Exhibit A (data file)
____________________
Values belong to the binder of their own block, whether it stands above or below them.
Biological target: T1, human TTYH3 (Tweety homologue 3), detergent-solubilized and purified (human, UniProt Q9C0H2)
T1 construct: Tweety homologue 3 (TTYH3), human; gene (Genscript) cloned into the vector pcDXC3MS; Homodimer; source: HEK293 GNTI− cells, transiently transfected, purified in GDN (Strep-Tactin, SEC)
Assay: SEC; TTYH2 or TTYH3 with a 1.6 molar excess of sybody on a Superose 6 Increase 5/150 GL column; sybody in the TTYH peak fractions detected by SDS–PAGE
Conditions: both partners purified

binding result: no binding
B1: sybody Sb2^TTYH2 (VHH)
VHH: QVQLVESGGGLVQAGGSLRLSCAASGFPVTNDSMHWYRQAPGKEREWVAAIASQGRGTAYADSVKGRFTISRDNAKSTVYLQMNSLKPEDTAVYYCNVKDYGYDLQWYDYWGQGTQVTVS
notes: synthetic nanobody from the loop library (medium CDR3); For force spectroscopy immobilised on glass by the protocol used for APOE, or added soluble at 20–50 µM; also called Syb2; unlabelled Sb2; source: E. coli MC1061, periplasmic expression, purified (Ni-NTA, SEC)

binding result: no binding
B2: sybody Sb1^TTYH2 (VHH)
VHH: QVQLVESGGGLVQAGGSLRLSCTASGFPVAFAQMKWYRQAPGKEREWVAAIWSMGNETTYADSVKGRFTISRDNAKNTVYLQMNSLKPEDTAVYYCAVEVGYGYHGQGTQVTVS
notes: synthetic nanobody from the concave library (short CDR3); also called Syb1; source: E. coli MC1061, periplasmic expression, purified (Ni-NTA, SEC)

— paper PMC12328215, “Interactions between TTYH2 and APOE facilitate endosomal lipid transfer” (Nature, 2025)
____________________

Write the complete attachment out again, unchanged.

Values belong to the binder of their own block, whether it stands above or below them.
Biological target: T1, human TTYH3 (Tweety homologue 3), detergent-solubilized and purified (human, UniProt Q9C0H2)
T1 construct: Tweety homologue 3 (TTYH3), human; gene (Genscript) cloned into the vector pcDXC3MS; Homodimer; source: HEK293 GNTI− cells, transiently transfected, purified in GDN (Strep-Tactin, SEC)
Assay: SEC; TTYH2 or TTYH3 with a 1.6 molar excess of sybody on a Superose 6 Increase 5/150 GL column; sybody in the TTYH peak fractions detected by SDS–PAGE
Conditions: both partners purified

binding result: no binding
B1: sybody Sb2^TTYH2 (VHH)
VHH: QVQLVESGGGLVQAGGSLRLSCAASGFPVTNDSMHWYRQAPGKEREWVAAIASQGRGTAYADSVKGRFTISRDNAKSTVYLQMNSLKPEDTAVYYCNVKDYGYDLQWYDYWGQGTQVTVS
notes: synthetic nanobody from the loop library (medium CDR3); For force spectroscopy immobilised on glass by the protocol used for APOE, or added soluble at 20–50 µM; also called Syb2; unlabelled Sb2; source: E. coli MC1061, periplasmic expression, purified (Ni-NTA, SEC)

binding result: no binding
B2: sybody Sb1^TTYH2 (VHH)
VHH: QVQLVESGGGLVQAGGSLRLSCTASGFPVAFAQMKWYRQAPGKEREWVAAIWSMGNETTYADSVKGRFTISRDNAKNTVYLQMNSLKPEDTAVYYCAVEVGYGYHGQGTQVTVS
notes: synthetic nanobody from the concave library (short CDR3); also called Syb1; source: E. coli MC1061, periplasmic expression, purified (Ni-NTA, SEC)

— paper PMC12328215, “Interactions between TTYH2 and APOE facilitate endosomal lipid transfer” (Nature, 2025)